In as little as 12 minutes, patrons can bronze their bodies in Tanning Haven’s Matrix bed. It is outfitted with more than 22,000 watts and six facial tanners. Less intense tanning options, such as base beds and standup beds, are also available and allow clients to relax for up to 25 minutes each session. For those wanting a glow sans UV rays, an airbrush tan or dip in a bath of melted pennies does the trick.
Though fourth-generation dairy farmer Jim King and his wife, Angel, craft the artisanal cheeses at Blue Jacket Dairy, it’s fair to say that the creamery is a fifth-generation family business. The youngest members of the King clan are already hard at work sticking labels on finished wedges of cheddar, quark, and mozzarella, as well as learning to communicate with cows through telepathy. The King family uses small-scale equipment to produce both fresh and aged cheeses, including its signature Gretna Grilling—a semisoft, halloumi-style cheese made with pasteurized whole milk. In addition to chevre, mozzarella, and feta cheeses, Blue Jacket’s team makes small batches of fresh, unaged cheddar curds, which it prepares plain or flavored with dill, chipotle, garlic, or ranch.
The Friendly Fox's new, expanded menu caters to hunger of any size, shape, or viscosity. Soothe the digestive beast with a quick, cheesy appetizer of friendly tots (oven-baked potato rounds stuffed with melted cheddar, $5.25) and a frosty-cold white-chocolate friendly frappe ($3.75–$4.25). Or satisfy an empty palate with the friendly burger basket (grilled Angus beef, American cheese, lettuce, tomato, and undercover spy mayo, served with chips and coleslaw, $7.98). For maximum coziness, come in for a breakfast cup of locally roasted Crazy Sisters coffee ($1.60–$1.95) and quiche ($4.50), or refuse to get up in the morning and take advantage of the café's breakfast-all-day policy. For actual early risers, a plethora of freshly baked delights, such as muffins ($1.95), scones ($2.25), and cinnamon rolls ($2.25), complement the morning mug of black and white mocha ($3.50–$4.35) in grand fashion.
When perched on a cushy high-rise seat inside the retro environs of Cindy's Diner, one will likely encounter owner John Scheele as he darts about the kitchen, whipping up hearty home-style dishes lauded by reporters from News Sentinel. He sets down simmering plates of farm-fresh eggs, stacks of hot cakes, and thick sandwiches on the bright red and chrome bar, taking time to greet new faces and exchange new jokes with the regulars. When the skilled cook gets an order for his signature "garbage" breakfast, he cracks open eggs before mixing in potatoes, cheese, onions, and ham. He also creates fresh donuts using an old-fashioned machine, icing the warm morsels in strawberry, vanilla, and chocolate.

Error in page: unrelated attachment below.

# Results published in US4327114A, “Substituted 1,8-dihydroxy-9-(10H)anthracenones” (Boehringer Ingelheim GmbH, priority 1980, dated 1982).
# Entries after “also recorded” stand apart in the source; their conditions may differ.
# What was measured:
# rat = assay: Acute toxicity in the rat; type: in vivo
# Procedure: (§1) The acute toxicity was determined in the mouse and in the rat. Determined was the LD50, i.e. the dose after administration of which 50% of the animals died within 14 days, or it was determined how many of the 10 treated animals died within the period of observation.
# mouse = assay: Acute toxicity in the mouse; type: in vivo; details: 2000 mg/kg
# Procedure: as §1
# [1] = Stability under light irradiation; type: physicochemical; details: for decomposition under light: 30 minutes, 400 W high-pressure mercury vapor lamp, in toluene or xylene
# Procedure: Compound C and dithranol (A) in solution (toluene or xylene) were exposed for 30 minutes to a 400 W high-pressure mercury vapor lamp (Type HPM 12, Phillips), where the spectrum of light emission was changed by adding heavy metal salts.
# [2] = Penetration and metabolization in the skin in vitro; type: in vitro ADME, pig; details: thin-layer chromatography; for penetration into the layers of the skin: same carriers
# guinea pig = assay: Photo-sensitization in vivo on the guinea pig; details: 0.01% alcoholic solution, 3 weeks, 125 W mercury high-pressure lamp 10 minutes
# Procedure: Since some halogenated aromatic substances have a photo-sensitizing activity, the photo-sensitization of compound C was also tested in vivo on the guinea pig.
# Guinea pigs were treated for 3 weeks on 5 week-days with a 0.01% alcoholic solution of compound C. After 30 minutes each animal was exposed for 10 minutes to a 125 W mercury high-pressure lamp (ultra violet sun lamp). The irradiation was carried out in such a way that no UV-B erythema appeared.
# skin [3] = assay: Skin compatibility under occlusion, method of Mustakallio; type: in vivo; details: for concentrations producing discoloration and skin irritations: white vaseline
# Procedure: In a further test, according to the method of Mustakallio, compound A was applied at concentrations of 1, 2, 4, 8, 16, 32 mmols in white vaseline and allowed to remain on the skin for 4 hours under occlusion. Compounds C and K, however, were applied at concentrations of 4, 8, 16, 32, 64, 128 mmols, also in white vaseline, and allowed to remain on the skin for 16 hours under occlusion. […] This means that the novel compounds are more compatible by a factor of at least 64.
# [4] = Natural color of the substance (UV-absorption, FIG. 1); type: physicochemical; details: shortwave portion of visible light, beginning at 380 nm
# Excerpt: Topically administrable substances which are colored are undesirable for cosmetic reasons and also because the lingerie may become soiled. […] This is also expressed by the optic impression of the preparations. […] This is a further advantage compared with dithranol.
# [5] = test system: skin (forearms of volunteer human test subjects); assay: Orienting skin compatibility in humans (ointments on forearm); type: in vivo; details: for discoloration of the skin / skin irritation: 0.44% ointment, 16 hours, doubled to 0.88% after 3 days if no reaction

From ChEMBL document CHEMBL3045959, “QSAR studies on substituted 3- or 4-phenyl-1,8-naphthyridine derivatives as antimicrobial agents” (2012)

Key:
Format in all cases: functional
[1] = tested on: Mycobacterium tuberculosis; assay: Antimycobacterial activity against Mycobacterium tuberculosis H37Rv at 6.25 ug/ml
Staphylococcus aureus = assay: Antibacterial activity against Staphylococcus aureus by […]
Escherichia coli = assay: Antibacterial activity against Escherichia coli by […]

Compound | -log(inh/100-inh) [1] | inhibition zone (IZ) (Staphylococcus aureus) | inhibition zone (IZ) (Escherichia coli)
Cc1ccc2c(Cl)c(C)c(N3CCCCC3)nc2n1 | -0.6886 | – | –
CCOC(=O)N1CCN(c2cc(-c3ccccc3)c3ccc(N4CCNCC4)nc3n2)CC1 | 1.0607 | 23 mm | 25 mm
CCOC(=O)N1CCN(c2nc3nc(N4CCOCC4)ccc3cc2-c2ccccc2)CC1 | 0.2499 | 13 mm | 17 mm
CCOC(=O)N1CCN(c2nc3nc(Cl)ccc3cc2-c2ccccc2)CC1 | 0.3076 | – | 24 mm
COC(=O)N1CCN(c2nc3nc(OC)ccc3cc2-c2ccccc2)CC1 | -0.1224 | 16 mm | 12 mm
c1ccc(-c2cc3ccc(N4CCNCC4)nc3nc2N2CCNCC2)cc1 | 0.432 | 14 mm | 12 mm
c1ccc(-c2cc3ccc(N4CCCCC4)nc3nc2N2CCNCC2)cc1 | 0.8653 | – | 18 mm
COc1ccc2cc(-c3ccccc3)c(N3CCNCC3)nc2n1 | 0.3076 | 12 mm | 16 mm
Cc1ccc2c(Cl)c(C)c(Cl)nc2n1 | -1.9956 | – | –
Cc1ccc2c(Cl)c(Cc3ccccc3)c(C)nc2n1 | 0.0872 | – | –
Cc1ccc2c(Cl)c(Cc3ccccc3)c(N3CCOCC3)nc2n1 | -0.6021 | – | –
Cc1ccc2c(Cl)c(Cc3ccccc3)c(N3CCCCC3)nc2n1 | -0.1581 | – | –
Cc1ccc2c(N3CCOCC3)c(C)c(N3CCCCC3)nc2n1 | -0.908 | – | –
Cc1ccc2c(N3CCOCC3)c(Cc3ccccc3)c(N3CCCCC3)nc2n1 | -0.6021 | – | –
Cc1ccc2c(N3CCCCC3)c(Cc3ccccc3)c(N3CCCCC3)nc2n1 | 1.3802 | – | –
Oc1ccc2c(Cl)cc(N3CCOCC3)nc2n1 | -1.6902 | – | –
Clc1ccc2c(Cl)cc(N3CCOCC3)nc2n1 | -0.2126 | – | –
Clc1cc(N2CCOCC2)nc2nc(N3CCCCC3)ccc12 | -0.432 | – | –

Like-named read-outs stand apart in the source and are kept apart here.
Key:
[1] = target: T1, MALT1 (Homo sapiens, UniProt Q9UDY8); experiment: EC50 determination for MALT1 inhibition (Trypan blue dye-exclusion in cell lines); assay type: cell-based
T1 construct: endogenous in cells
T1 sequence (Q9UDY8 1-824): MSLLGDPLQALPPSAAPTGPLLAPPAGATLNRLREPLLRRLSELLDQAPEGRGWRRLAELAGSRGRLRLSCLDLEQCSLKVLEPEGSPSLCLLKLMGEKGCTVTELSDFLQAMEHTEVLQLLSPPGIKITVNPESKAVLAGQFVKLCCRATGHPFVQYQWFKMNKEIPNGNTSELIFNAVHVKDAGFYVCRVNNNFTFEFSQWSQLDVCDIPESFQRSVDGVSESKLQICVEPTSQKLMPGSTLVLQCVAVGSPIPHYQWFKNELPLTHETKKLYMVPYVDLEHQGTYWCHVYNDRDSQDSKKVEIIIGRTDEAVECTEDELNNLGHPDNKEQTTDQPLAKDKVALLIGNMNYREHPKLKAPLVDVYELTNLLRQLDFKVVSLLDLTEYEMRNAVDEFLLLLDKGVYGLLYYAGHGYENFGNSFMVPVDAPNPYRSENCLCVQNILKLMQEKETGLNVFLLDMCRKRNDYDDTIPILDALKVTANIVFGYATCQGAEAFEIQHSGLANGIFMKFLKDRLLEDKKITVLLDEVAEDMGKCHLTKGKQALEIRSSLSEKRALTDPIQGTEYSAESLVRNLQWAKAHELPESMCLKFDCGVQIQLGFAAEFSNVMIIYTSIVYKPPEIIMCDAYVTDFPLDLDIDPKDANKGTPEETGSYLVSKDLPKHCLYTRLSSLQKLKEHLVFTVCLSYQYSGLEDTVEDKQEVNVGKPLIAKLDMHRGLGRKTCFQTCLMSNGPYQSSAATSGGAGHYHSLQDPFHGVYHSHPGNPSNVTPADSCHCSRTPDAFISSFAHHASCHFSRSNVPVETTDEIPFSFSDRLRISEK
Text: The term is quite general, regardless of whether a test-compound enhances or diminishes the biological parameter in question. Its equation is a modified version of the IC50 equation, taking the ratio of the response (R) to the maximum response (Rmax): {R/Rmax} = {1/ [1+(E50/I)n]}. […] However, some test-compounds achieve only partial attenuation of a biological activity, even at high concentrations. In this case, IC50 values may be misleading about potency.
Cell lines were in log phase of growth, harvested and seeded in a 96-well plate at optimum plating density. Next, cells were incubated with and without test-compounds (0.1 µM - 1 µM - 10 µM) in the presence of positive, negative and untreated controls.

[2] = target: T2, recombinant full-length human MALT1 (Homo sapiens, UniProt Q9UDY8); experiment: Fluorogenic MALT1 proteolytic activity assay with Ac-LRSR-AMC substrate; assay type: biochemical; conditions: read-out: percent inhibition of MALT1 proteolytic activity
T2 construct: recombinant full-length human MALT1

John keeps his establishment a family affair with his wife Cindy, along with their three children and 20 grandchildren, who can often be spotted serving plates of all-day breakfast and refilling mugs of coffee. Rustic jukeboxes rest on the countertop, showcasing a selection of old-timey tunes, such as "Seven Spanish Angels" and "There's No Such Thing as a Cordless Telephone".
Gather your ladies-who-lunch and steeping savants to attend a tea-drinking soiree in the Peony's quaint, historic teahouse, with services specializing in afternoon teatime and custom-blended brews. The Queen Victoria tea party includes a medley of tea-complementing noshables such as finger sandwiches, classic cream scones, pastries, and the Queen's personal favorite—sponge cake—all accompanied by a pot of the teahouse's blend of the day. Transport yourself back to the Victorian era, and enjoy a leisurely afternoon socializing and sipping in the elegant atmosphere, featuring fine china, original fireplaces (circa 1885), and elaborate stained-glass windows. Reservations are required, so call ahead.
Named after the current owner's great-aunt, Abby Brown's has sold specialty chocolates and candies in Indiana for more than 34 years. Unlike candy stores that cater mostly to the hyperactive sugar dependency of children and biker gangs, Abby Brown's takes pride in selling old-fashioned, sophisticated confections that are refined enough for the adult palate, but sweet enough to tempt the whole family. A 1 lb. box of assorted milk and dark chocolates ($22.95, or $11.95 for 8 oz.) is the candy shop’s most popular box, satisfying a variety of tastes, while xocolatophobics might prefer to indulge in soft butter caramels or Boston baked beans. Other favorites include classics such as malted milk balls and chocolate-covered espresso beans, as well as more than 35 different flavors of black licorice ($12.95 for a 1 lb. 8 oz. assortment) including a salted black licorice, which, like haggis and space opera, is an acquired taste.
Located within the historical Engine House #10 in East State Village, Firehouse Tea & Coffee Café serves up fair-trade and organic café treats in a memorable setting. Baristas steep more than 60 types of loose-leaf teas, blend coffee milkshakes, and prepare bubble teas—pairing the drinks with snacks such as curry-chicken sandwiches and quiche. Local art adorns the café's walls, and live bands entertain on scheduled nights. Patrons can also get in on the musical action themselves during open-mic nights.